Kickstarter Publishing Stats for 2014

The 2014 numbers are in:Kickstarter funded 2,064 publishing projects this year, representing a total amount of $21.8 million dollars. If you’ve got nothing to compare that to, it’s just an interesting tidbit, but comparing it to previous years tells us quite a bit about the platform’s evolving role in independent publishing.





The following figures are for the Publishing category only:

Oddly, these numbers are being misreported on blogs and news outlets across the Internet—typically, the authors are confusing Kickstarter’s total projects funded (over its lifetime) with the numbers for a particular year.


No, the numbers didn’t go down.

Here’s the really important thing to know: Journalism became its own separate category this year, raising nearly $2 million. So if your instinct is to think that 2014 saw a significant slow-down in the Publishing category’s growth, you’d be wrong. It has not, however, kept up the momentum of previous years.

The numbers are still pretty staggering. $21.8 million is a great deal of money, and 2,064 is a lot of books. The simple average there is $10,562 in funding per book, though that’s misleading (runaway smash hit projects that amass tens of thousands—if not hundreds of thousands—skew the numbers.)

The success rate and number of unsuccessful projects also tell us a little something: word’s getting around about Kickstarter as a venue for indie publishing. In only a few short years, crowdfunding has gone from fringe to mainstream, and more than ever people are looking to jump on the bandwagon. Unsurprisingly, many of them are unprepared, don’t do their homework, or don’t have a good product to pitch in the first place. (Soon we’ll release a big article on helping you avoid those pitfalls.) Self-publishing has made it easier than ever for people to get into the publishing game, but it’s also made it easier for authors to approach it poorly—and as such, it’s likely that in the next few years we’ll see even more campaigns launched on Kickstarter that fail out of the gate while the funding numbers continue to climb. Why? Because people get excited about publishing projects, but they also want them done right.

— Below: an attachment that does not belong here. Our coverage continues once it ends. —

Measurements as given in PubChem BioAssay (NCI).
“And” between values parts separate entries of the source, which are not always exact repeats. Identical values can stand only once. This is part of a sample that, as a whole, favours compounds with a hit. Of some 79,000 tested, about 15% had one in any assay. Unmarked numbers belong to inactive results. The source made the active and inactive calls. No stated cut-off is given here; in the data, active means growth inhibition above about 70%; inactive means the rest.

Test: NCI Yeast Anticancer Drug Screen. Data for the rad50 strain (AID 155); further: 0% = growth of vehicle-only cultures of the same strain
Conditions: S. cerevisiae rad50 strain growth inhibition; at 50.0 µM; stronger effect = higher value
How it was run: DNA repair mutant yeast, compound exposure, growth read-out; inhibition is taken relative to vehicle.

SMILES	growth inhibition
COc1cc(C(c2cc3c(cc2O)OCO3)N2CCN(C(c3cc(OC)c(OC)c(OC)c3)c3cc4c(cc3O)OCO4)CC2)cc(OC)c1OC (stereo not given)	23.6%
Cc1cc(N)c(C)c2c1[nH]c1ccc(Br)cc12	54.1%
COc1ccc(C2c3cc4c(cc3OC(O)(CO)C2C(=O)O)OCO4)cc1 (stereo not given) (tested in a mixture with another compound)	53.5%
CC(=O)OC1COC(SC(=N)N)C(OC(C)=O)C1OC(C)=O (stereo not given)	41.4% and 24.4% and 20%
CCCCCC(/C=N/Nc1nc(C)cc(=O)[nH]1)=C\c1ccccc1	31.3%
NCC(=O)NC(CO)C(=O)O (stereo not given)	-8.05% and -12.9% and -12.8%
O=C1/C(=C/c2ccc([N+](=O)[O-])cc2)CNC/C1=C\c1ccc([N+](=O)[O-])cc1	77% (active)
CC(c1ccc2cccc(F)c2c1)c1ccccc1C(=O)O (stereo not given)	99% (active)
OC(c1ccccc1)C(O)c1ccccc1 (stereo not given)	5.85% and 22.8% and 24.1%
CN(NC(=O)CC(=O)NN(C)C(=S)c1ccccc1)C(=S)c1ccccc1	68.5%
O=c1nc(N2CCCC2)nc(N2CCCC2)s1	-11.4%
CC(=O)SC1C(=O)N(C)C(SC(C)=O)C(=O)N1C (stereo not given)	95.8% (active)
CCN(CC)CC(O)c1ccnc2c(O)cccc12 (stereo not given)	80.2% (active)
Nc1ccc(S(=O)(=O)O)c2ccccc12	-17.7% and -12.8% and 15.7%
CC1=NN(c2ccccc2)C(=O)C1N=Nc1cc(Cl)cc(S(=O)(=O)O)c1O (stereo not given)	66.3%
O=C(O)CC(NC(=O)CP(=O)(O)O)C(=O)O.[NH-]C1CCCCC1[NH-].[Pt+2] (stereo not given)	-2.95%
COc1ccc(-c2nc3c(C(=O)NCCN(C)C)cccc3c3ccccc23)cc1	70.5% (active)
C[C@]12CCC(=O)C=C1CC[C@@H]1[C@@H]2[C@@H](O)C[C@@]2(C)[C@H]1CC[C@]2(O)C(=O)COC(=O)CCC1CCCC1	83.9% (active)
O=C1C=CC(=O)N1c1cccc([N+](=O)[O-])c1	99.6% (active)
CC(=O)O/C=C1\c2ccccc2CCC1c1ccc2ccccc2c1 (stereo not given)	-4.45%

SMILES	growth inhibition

How does that fit into the overall ecosystem of Kickstarter for the year?

In 2014, $529 million was pledged by 3.3 million people, which is a big, big number. That’s up from $480 million in 2013, but that year had almost the same number of funders—3 million, give or take. So we might suspect that backers are investing themselves more fully in the projects they back, that more ambitious projects with higher entry-level backing are appearing, etc.

Those same numbers also suggest that perhaps we’re seeing a rise in serial backers, people who actively surf Kickstarter’s project listings and back many projects. 1,125 people backed more than 100 projects in 2014, for instance. 71, 478 backed more than ten. There’s a whole community out there that’s waiting to back projects they like, actively searching for them—which means people launching book campaigns have a built-in audience to appeal to. Something to remember for your campaign.

Thinking about launching a crowdfunding campaign to finance your next book project? Check out our five-part crowdfunding cash course series to learn more or email if you’re interested in getting help!

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